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AimThe aim of the study was to gain insight into the patients' perceptions of migraine and chronic daily headache (CDH) management.MethodsThirteen, semi-structured and individual interviews with seven migraine and five CDH patients were carried out and analysed in QSR NUD*IST5, using a grounded theory methodology.ResultsThe participants described using five areas of management: 1) health care use; 2) medication use; 3) alternative therapies; 4) social support; and 5) lifestyle and self-help. The participants described their expectations, preferences, worries and (dis)satisfaction in relation to these five areas of management. The participants adapted headache management to suit their needs and preferences, making migraine and CDH management highly individual and giving the headache patient a central role within their own care.ConclusionHealth care is changing towards a greater involvement of the patients in their own care. Therefore, it is important to increase understanding of the patients' perspective of chronic diseases, including migraine and CDH. The results from this study inform health care professionals of the range of their patients' needs and preferences. This knowledge can be used to shape clinical practice, to develop patient education programmes and to further research efforts into issues that are important to the headache patient.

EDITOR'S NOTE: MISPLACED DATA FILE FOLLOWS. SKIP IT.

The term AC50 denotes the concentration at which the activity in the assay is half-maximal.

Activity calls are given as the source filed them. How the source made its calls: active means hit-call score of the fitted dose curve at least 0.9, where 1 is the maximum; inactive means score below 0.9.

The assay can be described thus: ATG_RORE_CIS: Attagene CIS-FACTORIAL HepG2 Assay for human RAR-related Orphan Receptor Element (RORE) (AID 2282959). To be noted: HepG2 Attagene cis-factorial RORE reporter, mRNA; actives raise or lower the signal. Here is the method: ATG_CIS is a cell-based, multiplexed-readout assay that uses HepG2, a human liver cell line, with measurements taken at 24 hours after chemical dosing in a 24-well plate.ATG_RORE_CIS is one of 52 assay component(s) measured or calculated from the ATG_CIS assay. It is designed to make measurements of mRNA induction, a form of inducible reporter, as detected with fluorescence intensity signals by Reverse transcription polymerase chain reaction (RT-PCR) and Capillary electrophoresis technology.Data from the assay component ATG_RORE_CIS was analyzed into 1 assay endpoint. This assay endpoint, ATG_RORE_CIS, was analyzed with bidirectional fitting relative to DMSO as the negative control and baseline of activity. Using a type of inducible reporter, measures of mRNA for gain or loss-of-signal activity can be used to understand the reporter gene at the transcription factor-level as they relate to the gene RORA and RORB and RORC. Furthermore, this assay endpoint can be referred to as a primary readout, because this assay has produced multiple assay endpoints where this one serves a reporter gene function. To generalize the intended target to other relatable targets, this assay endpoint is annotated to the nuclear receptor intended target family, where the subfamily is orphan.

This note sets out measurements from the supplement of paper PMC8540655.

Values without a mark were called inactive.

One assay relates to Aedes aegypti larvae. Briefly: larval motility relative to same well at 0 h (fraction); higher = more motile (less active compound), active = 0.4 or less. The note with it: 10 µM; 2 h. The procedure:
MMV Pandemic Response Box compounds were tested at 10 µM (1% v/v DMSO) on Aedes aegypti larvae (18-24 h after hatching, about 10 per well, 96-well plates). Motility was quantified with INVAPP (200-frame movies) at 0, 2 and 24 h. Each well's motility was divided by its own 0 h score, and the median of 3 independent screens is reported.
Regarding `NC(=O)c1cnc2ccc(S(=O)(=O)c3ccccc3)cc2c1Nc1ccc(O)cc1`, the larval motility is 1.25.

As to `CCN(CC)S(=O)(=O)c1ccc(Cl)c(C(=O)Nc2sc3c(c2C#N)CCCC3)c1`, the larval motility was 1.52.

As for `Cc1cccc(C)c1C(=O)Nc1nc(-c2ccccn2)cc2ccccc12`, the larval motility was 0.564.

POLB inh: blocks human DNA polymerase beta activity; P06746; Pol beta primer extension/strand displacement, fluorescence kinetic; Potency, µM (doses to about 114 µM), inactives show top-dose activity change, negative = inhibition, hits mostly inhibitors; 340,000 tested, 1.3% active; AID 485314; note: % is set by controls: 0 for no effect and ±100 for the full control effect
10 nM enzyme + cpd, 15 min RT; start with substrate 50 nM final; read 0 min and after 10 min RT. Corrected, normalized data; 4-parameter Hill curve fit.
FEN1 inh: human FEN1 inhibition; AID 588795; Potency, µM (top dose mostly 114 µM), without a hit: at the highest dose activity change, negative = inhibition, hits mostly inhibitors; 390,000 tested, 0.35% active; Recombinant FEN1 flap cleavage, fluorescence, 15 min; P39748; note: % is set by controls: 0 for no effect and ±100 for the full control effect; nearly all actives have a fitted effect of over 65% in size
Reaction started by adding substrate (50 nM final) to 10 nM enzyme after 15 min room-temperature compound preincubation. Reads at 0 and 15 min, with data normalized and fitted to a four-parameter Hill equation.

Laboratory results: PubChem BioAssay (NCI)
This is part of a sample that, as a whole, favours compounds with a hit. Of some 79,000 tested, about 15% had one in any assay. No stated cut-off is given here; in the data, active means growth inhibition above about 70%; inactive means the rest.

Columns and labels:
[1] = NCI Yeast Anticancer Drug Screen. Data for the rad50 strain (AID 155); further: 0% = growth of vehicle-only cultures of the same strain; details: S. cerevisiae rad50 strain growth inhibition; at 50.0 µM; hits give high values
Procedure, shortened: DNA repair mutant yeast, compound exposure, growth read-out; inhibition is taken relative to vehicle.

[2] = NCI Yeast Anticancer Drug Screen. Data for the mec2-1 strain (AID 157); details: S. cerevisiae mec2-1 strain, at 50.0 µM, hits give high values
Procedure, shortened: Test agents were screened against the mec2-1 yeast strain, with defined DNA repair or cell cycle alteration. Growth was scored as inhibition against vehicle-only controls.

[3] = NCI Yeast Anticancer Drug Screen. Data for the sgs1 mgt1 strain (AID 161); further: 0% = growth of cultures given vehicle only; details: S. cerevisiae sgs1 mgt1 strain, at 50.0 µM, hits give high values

Original publication




Journal article


Scandinavian journal of caring sciences

Publication Date





294 - 303


European Institute of Health and Medical Sciences, University of Surrey, Surrey, UK.


Humans, Headache Disorders, Chronic Disease, Complementary Therapies, Self Medication, Self Care, Health Care Surveys, Adaptation, Psychological, Attitude to Health, Life Style, Nursing Methodology Research, Qualitative Research, Quality of Life, Social Support, Adult, Middle Aged, England, Female, Male, Migraine Disorders, Patient Education as Topic, Surveys and Questionnaires